@Iris @joe I believe I figured out the cause. When a new player spawns in a system, any secondary populations that may have been on any planet in that system is removed. The planet displays that there is a secondary population on the planet until you explore the planet again, so if you check it before you put a fleet in orbit of that planet again, it will seem that there is still a secondary population.
The part about the colonise animation playing twice that I talked about earlier is likely irrelevant, I probably accidentally clicked the alert twice or something.
3 planets that I planned to colonise have been altered or taken by new players. 2 of which removed the secondary population (one Evolvanian one, the one I mentioned earlier in this thread, and the Skregon one shown in the video). 1 of which was taken by a new player.
This has wasted a lot of my colony ships’ time, and I think it would be better if the game prevented players from spawning in systems that have already been explored. Though I suppose that creates its own problems?
Video of a Skregon planet I was planning to colonise losing its secondary population because a new player had spawned in that system (can’t upload mp4 files here so it is a link): https://streamable.com/qfncj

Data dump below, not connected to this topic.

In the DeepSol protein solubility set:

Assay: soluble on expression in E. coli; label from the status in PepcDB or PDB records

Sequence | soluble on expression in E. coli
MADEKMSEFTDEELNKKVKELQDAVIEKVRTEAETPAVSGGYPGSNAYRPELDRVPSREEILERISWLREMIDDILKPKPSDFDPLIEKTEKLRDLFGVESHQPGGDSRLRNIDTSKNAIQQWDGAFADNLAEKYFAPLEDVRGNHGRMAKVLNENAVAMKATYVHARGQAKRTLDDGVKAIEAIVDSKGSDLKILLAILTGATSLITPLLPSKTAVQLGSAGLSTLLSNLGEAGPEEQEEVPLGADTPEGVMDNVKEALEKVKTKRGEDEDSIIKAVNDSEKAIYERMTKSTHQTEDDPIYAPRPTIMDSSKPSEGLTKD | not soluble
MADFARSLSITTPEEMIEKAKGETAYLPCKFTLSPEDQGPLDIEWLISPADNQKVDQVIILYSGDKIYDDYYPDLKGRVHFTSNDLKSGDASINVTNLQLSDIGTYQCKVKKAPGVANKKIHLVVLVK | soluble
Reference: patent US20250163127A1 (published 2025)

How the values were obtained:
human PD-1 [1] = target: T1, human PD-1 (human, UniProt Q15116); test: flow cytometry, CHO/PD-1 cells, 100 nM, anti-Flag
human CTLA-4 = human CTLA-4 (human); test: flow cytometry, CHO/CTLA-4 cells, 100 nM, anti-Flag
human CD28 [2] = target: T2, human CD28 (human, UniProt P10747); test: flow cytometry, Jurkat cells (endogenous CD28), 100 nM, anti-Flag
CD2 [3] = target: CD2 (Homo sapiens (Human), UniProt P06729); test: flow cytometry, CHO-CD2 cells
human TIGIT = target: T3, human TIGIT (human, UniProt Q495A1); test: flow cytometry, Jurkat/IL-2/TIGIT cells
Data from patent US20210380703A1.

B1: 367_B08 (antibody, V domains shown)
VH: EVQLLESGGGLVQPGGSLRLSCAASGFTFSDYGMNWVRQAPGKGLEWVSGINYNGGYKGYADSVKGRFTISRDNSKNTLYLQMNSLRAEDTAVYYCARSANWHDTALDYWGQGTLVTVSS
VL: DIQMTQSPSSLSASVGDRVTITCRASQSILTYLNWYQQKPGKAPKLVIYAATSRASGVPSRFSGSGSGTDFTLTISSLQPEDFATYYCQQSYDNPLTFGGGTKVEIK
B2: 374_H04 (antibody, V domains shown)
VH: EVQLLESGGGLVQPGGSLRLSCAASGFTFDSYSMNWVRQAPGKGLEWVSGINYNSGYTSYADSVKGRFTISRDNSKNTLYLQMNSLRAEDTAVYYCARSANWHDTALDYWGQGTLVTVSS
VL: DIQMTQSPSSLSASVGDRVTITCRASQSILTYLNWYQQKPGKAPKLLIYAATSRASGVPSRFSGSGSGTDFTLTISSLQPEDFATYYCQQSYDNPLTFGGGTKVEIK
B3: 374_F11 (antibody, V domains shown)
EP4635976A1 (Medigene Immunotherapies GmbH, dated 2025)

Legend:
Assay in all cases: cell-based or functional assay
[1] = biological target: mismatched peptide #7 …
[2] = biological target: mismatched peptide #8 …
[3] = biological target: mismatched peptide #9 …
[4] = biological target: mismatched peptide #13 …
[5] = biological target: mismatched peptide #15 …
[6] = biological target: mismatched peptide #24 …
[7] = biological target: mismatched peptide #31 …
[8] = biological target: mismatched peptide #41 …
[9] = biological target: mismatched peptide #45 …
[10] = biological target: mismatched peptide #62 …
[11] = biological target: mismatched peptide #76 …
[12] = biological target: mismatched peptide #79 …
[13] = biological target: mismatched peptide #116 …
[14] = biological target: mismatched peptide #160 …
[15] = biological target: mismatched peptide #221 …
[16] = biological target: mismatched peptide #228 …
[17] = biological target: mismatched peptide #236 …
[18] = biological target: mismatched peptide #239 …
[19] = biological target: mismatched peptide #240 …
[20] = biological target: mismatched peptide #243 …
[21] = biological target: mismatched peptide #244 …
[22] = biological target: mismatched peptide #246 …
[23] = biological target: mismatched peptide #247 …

Screenshots of a planet that I had previously scouted being taken over by a player when I returned to colonise it:
(The above planet originally had a different landmass and temperature too, but was altered as the new player was playing as Syntis)
I should also mention, I believe that all home planets should have an equal size and resources (or at least make it race specific, so ripchee has 80% beron and syntis has 70% beron to start with or something like that). Seems a bit unbalanced for some people like this to start with 20000km+ planets where as others (like me) start with home planets around 10000km in size and not all green densities.